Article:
Mayor: Obion struggled in ’11; turnaround sought

Mayor: Obion struggled in ’11; turnaround sought
By KEVIN BOWDEN
Staff Reporter
In a phrase, Obion Mayor Glen Parnell summed up 2011 with the statement, “It’s been a tough year.”
This is Parnell’s fourth term in office and it may be one of his busiest as the mayor of Obion.
“We’ve got less money to operate on and a lot more problems to deal with,” the mayor said about his current term in office.
Parnell said Obion’s water and sewer system is in bad shape and so are the streets in town. Those are two of the issues he and the current administration have had to deal with this year and will certainly have to deal with in 2012.
The mayor said Obion will have to rely on grants to help finance repairs to the town’s infrastructure. A meeting is scheduled for this week to begin work on applying for grants to help the town.
For a town of about 1,100, there’s been a lot going on in Obion this past year.
Spring storms, which included torrential rains and violent straightline winds, caused heavy damage across the south side of town. Those storms destroyed the town’s former City Hall and caused extensive damage to houses along Obion and Troy avenues.
Residents around the south side of Obion suffered greatly in the aftermath of the storms. There was a constant buzzing of chainsaws and the sounds of crackling branches that filled the air for several days as neighbors helped neighbors clear away trees and tree limbs that were knocked down by fierce overnight winds from late April into early May.
A disaster relief center was set up by the Federal Emergency Management Agency at the Obion Community Center to help area residents apply for federal assistance. Obion was one of the hardest hit towns in the area, but the spring storms brought out the best in the town’s residents as they rebounded from the storm damage with a strong sense of community spirit.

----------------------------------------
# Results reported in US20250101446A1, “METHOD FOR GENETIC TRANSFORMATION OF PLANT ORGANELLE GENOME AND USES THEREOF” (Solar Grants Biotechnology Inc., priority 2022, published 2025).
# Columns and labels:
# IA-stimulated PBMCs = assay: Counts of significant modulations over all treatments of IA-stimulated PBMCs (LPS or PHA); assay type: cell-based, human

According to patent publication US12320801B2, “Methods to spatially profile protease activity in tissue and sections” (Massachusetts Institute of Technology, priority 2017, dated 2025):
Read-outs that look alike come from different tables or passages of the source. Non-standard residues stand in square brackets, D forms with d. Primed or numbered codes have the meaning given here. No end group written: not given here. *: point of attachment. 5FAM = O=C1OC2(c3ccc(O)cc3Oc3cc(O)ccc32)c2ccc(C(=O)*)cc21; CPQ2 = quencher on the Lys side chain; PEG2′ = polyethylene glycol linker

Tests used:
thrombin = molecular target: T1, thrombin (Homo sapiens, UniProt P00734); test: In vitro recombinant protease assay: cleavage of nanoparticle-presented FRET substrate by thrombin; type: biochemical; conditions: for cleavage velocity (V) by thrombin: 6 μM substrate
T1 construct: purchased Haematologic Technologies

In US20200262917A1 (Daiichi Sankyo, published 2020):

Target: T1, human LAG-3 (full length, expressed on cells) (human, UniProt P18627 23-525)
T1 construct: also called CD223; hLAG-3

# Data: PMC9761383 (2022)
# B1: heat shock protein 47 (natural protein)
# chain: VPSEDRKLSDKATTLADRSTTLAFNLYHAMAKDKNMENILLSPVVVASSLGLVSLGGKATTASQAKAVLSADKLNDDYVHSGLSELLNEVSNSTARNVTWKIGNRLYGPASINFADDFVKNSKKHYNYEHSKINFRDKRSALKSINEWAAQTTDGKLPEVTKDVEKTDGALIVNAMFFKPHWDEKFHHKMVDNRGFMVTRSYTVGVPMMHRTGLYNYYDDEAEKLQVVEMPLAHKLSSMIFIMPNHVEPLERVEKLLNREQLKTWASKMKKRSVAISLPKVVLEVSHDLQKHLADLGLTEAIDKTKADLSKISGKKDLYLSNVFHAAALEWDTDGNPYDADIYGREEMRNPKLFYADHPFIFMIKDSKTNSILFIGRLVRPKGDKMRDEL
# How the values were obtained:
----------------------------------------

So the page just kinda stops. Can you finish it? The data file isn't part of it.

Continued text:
Parnell said the town had to rely on its own resources to rebound from the storms since no federal funds were allocated by FEMA.
This past year, Randy Evans returned as the town’s public works director after having previously served in that position from 1981 to 2000. He was hired for the position after having worked at the Union City Goodyear plant until it closed in July. His return was accompanied by regular reports about the failing condition of the city’s water system and his recommendations on getting the system back in working order. This coming year will bring more of the same as Evans works with the council to get the city’s water system operating at 100 percent.
The mayor said one of the current administration’s goals is to maintain a low cost of living for the town’s many retired residents.
“We’re keeping the budget balanced, but it’s pretty hard to do,” he said.
Looking ahead to 2012, Parnell said, “We’d like to put up a new building where the old City Hall was if we could just get a commitment on that.”
The commitment he referred to was from a potential retail business like the Dollar Store or the grocery store that were once open downtown.
This coming spring will also mean the delivery of a new $16,000 piece of playground equipment that will be installed at Indian Park. Parnell said he is also continuing to install comemorative bricks in the walkway at Eddie Huey Memorial Park.
Parnell ended his year-end interview with The Messenger by saying, “another of our priorities is to get the town cleaned up.”
Published in The Messenger 1.2.12

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